DUNEX Modeling Waves, Water Levels, Sediment Transport, and Shoreline Change

USGS DUNEX Operations on the Outer Banks

USGS DUNEX Operations on the Outer Banks

DUring Nearshore Event eXperiment (DUNEX)  is a multi-agency, academic, and non-governmental organization (NGO) collaborative community experiment designed to study nearshore coastal processes during storm events.

DUNEX Home Page

Tools and Software

Numerical models that represent the physical processes of the coastal ocean, such as waves, tides, currents, and sediment transport, allow us to fill in the observational dataset gaps in space or time. 

COAWST Modeling System Manuscript

COAWST Git Repository

COAWST Forecast

CoastSat Toolbox GitHub Repository

CoastSat Toolkit Manuscript

Science Center Objects

Large, collaborative field experiments such as DUNEX leverage observations of the coastal ocean made by multiple academic, agency, and NGO teams, providing the opportunity to grasp a broader picture of the forces responsible for coastal change. Despite deployment of many instruments, it’s impossible to measure everything, everywhere, at all times. Numerical models that represent the physical processes of the coastal ocean, such as waves, tides, currents, and sediment transport, allow us to fill in the observational dataset gaps in space or time. Numerical models can also be controlled to investigate specific physical processes to test hypotheses or compare to observations.  

Numerical models are composed of a suite of mathematical equations that attempt to completely describe or estimate physical processes. For DUNEX, we will use a numerical model called COAWST to: 

1) predict coastal ocean conditions during the experiment to support other scientists and 

2) hindcast coastal ocean conditions and morphological changes during past storm events that were measured during the experiment.  

COAWST is the Coupled Ocean-Atmosphere-Wave-Sediment Transport modeling system, which links several models together to simulate forces such as waves and tidal currents and the interactions between them. COAWST has been developed at the USGS in collaboration with academic and other agency partners and has been used to study a wide range of interesting coastal ocean problems, such as rip currents, barrier island breaching, and estuarine circulation. 

The forecast of coastal ocean conditions provided by COAWST give our USGS team and other DUNEX scientists information to assist with instrument deployments and surveying. It can also provide an initial dataset to compare against field observations or provide context.  

After the experiment, we will hindcast particular storm events, or the quiescent periods in between storms, at very high spatial resolution (1-10 m) to investigate physical processes controlling coastal change. For example, wave breaking controls, in part, wave runup on the beach, surf zone circulation and mixing, and sediment transport in the nearshore. In collaboration with scientists collecting field data, we will evaluate and improve the model parameterizations that describe wave evolution in the nearshore. Additionally, we will explore the exchange of sand between the dune, beach, and nearshore, and the various conditions responsible for sand transport.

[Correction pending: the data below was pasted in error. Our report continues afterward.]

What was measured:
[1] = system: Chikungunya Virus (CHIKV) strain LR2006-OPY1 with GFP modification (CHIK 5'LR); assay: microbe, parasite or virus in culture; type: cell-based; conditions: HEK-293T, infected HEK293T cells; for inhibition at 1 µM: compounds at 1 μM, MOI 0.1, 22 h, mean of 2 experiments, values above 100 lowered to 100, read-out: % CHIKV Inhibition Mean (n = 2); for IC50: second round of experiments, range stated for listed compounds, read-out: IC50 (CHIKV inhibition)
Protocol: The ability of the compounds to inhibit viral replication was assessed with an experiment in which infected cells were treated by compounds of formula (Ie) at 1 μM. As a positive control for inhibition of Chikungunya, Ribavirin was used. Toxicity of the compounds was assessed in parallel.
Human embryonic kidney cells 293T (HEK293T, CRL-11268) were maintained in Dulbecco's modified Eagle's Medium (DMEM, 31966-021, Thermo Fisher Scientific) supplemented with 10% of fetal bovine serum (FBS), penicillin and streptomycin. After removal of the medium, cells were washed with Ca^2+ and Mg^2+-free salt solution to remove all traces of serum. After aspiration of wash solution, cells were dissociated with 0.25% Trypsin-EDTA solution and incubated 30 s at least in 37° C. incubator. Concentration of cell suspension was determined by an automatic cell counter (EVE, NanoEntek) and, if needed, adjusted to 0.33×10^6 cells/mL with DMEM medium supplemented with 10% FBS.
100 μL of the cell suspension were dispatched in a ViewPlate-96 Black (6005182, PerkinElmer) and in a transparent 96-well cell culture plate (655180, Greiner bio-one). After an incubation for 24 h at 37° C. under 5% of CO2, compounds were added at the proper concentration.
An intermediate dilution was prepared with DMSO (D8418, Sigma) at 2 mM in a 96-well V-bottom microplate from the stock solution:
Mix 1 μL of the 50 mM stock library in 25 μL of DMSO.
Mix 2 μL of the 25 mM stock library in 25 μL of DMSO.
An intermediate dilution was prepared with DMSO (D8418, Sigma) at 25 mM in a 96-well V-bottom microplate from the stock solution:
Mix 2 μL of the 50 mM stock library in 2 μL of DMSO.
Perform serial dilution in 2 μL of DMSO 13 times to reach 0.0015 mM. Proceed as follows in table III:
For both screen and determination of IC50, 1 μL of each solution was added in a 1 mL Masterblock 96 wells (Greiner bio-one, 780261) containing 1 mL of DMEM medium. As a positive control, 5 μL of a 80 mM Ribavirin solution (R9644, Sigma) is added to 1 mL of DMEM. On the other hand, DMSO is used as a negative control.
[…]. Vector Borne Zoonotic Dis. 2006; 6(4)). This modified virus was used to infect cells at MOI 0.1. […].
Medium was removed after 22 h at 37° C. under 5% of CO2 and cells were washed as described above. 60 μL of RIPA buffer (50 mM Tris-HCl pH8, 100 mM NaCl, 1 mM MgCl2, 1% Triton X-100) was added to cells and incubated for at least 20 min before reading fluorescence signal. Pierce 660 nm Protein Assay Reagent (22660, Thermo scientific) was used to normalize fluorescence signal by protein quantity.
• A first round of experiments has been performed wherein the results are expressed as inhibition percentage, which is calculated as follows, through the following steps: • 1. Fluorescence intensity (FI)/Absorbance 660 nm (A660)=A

schematic of a ocean modeling system that shows different parts

Overview of the Coupled Ocean-Atmosphere-Wave-Sediment Transport (COAWST) modeling system that couples model components representing different earth systems, such as the Weather Research and Forecasting (WRF) model, the Simulating Waves Nearshore (SWAN) model, the Regional Ocean Modeling System (ROMS), and the Community Sediment Transport Modeling System (CSTMS). The models are coupled using the Model Coupling Toolkit (MCT). (Credit: Zafer Defne, Woods Hole Coastal and Marine Science Center. Public domain.)

maps showing a model forecast of ocean water levels, waves, currents, and sediment

Using COAWST, we forecast water levels, waves, currents, sediment, and other ocean variables such as temperature and salinity. Ocean dynamics are simulated at coarse resolution (5 km) over the entire North Atlantic Ocean and simulated at high resolution (200 m) along the northern Outer Banks. (Credit: Christie Hegermiller, Woods Hole Coastal and Marine Science Center. Public domain.)

As part of DUNEX and the Hurricane Florence Supplemental Project the USGS is also conducting large-scale, long-term coastal change modeling with the aid of satellite-derived, historical shoreline observations.  Satellite-derived shoreline positions (based on the CoastSat toolbox of Vos et al. 2019) are assimilated into the CoSMoS-COAST shoreline model (Vitousek et al. 2017, 2021) to produce a calibrated, site-specific hindcast of shoreline change in response to storms.  The calibrated model is then run with future wave conditions to produce a forecast of coastal change from days to decades.  The integrated modeling system demonstrates excellent agreement when compared with traditional survey data at Ocean Beach, California where the model is currently working. The DUNEX experiment will test the performance of the integrated modeling system on the U.S. east coast from Florida to Virginia. 

a terrain image of a barrier island has a graph with a blue line showing change in shoreline position extending from a red line

An example of satellite-derived shoreline observations data using the CoastSat toolbox (Vos et al. 2019) at 50 m-spaced transects in Duck, NC. (Credit: Jin-Si Over, Woods Hole Coastal and Marine Science Center. Public domain.)